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Workshop on scientific writing for QuEST, April 2021

A Skeptic’s Guide to Scientific Writing

Stefano Allesina QuEST Workshop, U. Vermont, Apr 2021

History of the paper

The way of publishing research has been evolving over the past few centuries:

Common advice on writing papers

The advice given to scientific writers follows closely that given to journalists:

Advice on how to write from Boyle, who was the main proponent of scientific communication based on short essays (rather than books): a Philosopher need not be sollicitous that his style should delight its Reader with his Floridnesse, yet I think he may very well be allow’d to take a Care that it disgust not his Reader by its Flatness, especially when he does not so much deliver Experiments or explicate them, as make Reflections or Discourses on them; for on such Occasions he may be allow’d the liberty of recreating his Reader and himself, and manifesting that he declin’d the Ornaments of Language, not out of Necessity, but Discretion, which forbids them to be us’d where they may darken as well as adorn the Subject they are appli’d to.

Just looking at “10 simple rules” PLoS CB:

What works for me

Pet peeves and best practices

Things that I value as a reviewer:

Things that I value as an editor:

Being a skeptic

Weinberger, Evans & Allesina, 2015, Ten Simple (Empirical) Rules for Writing Science

Is the advice given to scientists any good?

Effects on citations of abstract features

Have some fun with real data

The file data/plos_compbio.csv contains data on all the documents published in PLoS Computational Biology (as of 3/3/2021). The file is comma-separated, with headers specifying the content of each column:

The file data/plos_compbio_details.csv contains:

Notes on data

Obligatory disclaimer: data are never perfect.

Missing data (e.g., for documents without abstract) is reported as NA.

You can read a document by opening for example

Types of documents

Assignment of gender is based on first name. The reported probability is computed by counting the number of newborns that were assigned at birth a certain name and sex combination (as of today, SSA reports only male/female). The data, provided by the Social Security Administration, covers US newborns from about 1880 to today. Clearly, the assignment is going to be most accurate for authors residing in English-speaking countries, though the large immigrant population in the US allows some resolution of names that originated in other areas of the world.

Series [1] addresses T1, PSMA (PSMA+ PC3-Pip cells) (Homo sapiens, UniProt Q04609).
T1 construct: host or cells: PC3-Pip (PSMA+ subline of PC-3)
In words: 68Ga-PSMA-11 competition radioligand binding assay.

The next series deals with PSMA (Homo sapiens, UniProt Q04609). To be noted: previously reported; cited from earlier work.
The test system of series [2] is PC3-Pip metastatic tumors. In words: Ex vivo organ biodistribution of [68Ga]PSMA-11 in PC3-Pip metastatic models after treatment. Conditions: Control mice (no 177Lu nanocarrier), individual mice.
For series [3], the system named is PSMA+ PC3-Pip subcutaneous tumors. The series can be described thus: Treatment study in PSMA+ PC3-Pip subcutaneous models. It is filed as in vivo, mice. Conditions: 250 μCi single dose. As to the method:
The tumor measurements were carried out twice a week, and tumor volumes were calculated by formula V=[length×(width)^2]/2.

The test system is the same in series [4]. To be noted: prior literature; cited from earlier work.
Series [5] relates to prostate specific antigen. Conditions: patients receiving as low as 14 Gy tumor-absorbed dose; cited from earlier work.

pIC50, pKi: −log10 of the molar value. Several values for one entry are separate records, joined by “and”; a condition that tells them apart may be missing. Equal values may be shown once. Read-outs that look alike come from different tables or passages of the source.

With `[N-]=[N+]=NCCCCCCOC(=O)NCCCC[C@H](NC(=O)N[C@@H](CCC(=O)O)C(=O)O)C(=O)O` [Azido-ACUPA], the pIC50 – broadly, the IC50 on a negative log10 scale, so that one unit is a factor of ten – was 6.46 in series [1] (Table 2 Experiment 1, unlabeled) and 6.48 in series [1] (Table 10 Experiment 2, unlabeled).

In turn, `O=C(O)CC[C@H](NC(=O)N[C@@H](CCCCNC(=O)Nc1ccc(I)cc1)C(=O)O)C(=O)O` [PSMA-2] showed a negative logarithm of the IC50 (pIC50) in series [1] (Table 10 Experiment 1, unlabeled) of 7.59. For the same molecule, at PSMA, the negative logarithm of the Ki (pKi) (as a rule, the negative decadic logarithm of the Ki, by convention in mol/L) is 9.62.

Taking a peek

This rich data set allows us to explore several aspects of scientific writing. Just a few basic visualizations:

# the code for the visualizations below is here

Distribution of citations:


Note the very broad, skewed distribution. To model citations, it is therefore convenient to transform the data. In particular, plotting log(num_citations + 1), we obtain:


Note the many documents with zero citations—these are mostly editorials, errata, etc. Considering only Article, we find Gaussian-looking distributions (note that 2020 and 2021 are excluded):


Similarly, the number of views is highly skewed:


and the transformation has a similar effect:


The typical number of authors per document increased slightly over the years (record holder):


And the proportion of articles authored by women about doubled over 15 years:


International collaborations became more frequent (record holder):


The number of words in the abstract has remained about constant (record holder):


The proportion of simple words in the abstract has also remained quite constant:


The number of references and figures has been constant as well (record holder):



While the proportion of articles containing several equations has been growing steadily (record holder):


Choose your own adventure

A Choice of Weapons


Does a certain feature correlate (in a qualitative/ranking sense, e.g. Kendall’s) with citations/view?

Generalized Linear Models

Take (y_i) to be the (possibly, log-transformed) number of citations (or views) for article (i). We can model this “response variable” as a linear combination of the predictors, and an error term. Examples (in R):

log(num_citations + 1) ~ year (assumes that citations increase at a constant rate by year)

log(num_citations + 1) ~ as.factor(year) + num_authors (fit each year independently, assumes citations change in an orderly, exponential [i.e., the log is linear] way with the number of authors; you might want to bin the number of authors and use it as a factor)

The model can be made as complex as needed.


Say that we want to probe whether papers with a female first-author accrue more citations than those with a male first-author. Then we can compute the average (or median, etc.) number of citations for papers with a female first author. Call this the observed average. Then, we can re-compute the value after shuffling the imputed sex of the first author in the data. By repeatedly shuffling and measuring, we create a distribution of the expected average number of citations. If the observed value lies in the tails of the distribution (e.g., measure a p-value), we conclude that the effect of having a female first-author is significant.


Analyze the provided data, guided by an hypothesis on what would make for an impactful paper. If you share an Rmd file with me, I can publish it on the website for next week.

An example, looking at homophily in co-authorship.